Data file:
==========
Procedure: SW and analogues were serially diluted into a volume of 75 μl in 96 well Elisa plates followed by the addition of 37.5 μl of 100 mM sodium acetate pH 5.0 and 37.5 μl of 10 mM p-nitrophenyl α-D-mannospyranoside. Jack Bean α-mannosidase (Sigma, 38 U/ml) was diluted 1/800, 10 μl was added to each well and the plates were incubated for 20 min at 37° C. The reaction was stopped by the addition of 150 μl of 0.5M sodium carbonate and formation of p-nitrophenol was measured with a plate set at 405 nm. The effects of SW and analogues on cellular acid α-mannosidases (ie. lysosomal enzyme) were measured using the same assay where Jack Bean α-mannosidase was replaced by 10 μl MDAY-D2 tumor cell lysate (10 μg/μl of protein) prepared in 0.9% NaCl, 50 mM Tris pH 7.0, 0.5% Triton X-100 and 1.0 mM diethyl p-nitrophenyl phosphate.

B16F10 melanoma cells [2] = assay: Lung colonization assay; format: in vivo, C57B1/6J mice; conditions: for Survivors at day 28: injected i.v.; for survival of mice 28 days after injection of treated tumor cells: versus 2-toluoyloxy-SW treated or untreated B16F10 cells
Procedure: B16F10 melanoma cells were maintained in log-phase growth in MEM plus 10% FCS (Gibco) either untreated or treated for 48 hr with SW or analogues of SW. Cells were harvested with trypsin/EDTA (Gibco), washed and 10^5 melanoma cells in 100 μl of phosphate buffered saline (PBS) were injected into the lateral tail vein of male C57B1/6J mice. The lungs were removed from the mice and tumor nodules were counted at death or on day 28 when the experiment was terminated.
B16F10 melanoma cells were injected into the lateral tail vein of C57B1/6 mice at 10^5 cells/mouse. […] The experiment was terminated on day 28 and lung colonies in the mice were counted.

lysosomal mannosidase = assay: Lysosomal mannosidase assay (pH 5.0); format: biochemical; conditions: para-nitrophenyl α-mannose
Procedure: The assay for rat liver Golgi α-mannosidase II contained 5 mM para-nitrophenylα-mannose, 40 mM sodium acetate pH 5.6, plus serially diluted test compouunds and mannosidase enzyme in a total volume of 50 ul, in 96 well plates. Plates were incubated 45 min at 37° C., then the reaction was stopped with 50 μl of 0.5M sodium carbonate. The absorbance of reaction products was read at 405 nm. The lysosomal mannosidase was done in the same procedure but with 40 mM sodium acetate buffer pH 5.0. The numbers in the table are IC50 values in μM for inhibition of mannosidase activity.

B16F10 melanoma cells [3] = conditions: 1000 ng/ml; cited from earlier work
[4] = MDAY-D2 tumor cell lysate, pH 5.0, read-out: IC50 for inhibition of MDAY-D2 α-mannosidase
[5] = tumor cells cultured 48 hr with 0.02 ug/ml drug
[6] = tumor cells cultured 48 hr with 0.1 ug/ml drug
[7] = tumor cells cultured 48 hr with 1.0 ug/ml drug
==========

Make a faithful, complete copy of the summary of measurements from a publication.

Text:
Procedure: SW and analogues were serially diluted into a volume of 75 μl in 96 well Elisa plates followed by the addition of 37.5 μl of 100 mM sodium acetate pH 5.0 and 37.5 μl of 10 mM p-nitrophenyl α-D-mannospyranoside. Jack Bean α-mannosidase (Sigma, 38 U/ml) was diluted 1/800, 10 μl was added to each well and the plates were incubated for 20 min at 37° C. The reaction was stopped by the addition of 150 μl of 0.5M sodium carbonate and formation of p-nitrophenol was measured with a plate set at 405 nm. The effects of SW and analogues on cellular acid α-mannosidases (ie. lysosomal enzyme) were measured using the same assay where Jack Bean α-mannosidase was replaced by 10 μl MDAY-D2 tumor cell lysate (10 μg/μl of protein) prepared in 0.9% NaCl, 50 mM Tris pH 7.0, 0.5% Triton X-100 and 1.0 mM diethyl p-nitrophenyl phosphate.

B16F10 melanoma cells [2] = assay: Lung colonization assay; format: in vivo, C57B1/6J mice; conditions: for Survivors at day 28: injected i.v.; for survival of mice 28 days after injection of treated tumor cells: versus 2-toluoyloxy-SW treated or untreated B16F10 cells
Procedure: B16F10 melanoma cells were maintained in log-phase growth in MEM plus 10% FCS (Gibco) either untreated or treated for 48 hr with SW or analogues of SW. Cells were harvested with trypsin/EDTA (Gibco), washed and 10^5 melanoma cells in 100 μl of phosphate buffered saline (PBS) were injected into the lateral tail vein of male C57B1/6J mice. The lungs were removed from the mice and tumor nodules were counted at death or on day 28 when the experiment was terminated.
B16F10 melanoma cells were injected into the lateral tail vein of C57B1/6 mice at 10^5 cells/mouse. […] The experiment was terminated on day 28 and lung colonies in the mice were counted.

lysosomal mannosidase = assay: Lysosomal mannosidase assay (pH 5.0); format: biochemical; conditions: para-nitrophenyl α-mannose
Procedure: The assay for rat liver Golgi α-mannosidase II contained 5 mM para-nitrophenylα-mannose, 40 mM sodium acetate pH 5.6, plus serially diluted test compouunds and mannosidase enzyme in a total volume of 50 ul, in 96 well plates. Plates were incubated 45 min at 37° C., then the reaction was stopped with 50 μl of 0.5M sodium carbonate. The absorbance of reaction products was read at 405 nm. The lysosomal mannosidase was done in the same procedure but with 40 mM sodium acetate buffer pH 5.0. The numbers in the table are IC50 values in μM for inhibition of mannosidase activity.

B16F10 melanoma cells [3] = conditions: 1000 ng/ml; cited from earlier work
[4] = MDAY-D2 tumor cell lysate, pH 5.0, read-out: IC50 for inhibition of MDAY-D2 α-mannosidase
[5] = tumor cells cultured 48 hr with 0.02 ug/ml drug
[6] = tumor cells cultured 48 hr with 0.1 ug/ml drug
[7] = tumor cells cultured 48 hr with 1.0 ug/ml drug